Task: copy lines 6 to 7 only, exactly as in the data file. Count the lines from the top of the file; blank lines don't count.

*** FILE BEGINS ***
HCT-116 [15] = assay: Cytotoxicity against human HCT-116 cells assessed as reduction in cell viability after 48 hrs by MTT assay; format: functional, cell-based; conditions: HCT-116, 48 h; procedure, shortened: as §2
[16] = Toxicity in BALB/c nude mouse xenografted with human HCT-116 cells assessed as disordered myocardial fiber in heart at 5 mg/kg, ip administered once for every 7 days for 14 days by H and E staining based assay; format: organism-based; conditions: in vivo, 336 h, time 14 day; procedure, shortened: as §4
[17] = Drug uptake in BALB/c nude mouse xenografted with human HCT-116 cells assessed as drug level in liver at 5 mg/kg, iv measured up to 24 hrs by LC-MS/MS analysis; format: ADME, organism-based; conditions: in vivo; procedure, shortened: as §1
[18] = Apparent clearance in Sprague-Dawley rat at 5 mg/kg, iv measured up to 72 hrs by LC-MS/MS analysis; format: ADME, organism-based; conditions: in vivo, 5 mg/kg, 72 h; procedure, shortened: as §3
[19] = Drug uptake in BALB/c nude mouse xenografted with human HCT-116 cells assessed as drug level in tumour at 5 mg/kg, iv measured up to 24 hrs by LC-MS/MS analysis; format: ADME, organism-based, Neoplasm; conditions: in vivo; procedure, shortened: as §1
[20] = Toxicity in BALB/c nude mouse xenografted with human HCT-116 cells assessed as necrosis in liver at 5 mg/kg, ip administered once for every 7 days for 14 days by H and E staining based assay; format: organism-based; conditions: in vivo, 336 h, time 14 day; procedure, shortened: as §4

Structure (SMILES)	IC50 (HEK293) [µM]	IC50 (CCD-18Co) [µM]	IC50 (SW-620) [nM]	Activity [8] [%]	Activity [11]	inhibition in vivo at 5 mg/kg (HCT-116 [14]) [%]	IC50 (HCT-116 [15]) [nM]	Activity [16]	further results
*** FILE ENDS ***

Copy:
[20] = Toxicity in BALB/c nude mouse xenografted with human HCT-116 cells assessed as necrosis in liver at 5 mg/kg, ip administered once for every 7 days for 14 days by H and E staining based assay; format: organism-based; conditions: in vivo, 336 h, time 14 day; procedure, shortened: as §4

Structure (SMILES)	IC50 (HEK293) [µM]	IC50 (CCD-18Co) [µM]	IC50 (SW-620) [nM]	Activity [8] [%]	Activity [11]	inhibition in vivo at 5 mg/kg (HCT-116 [14]) [%]	IC50 (HCT-116 [15]) [nM]	Activity [16]	further results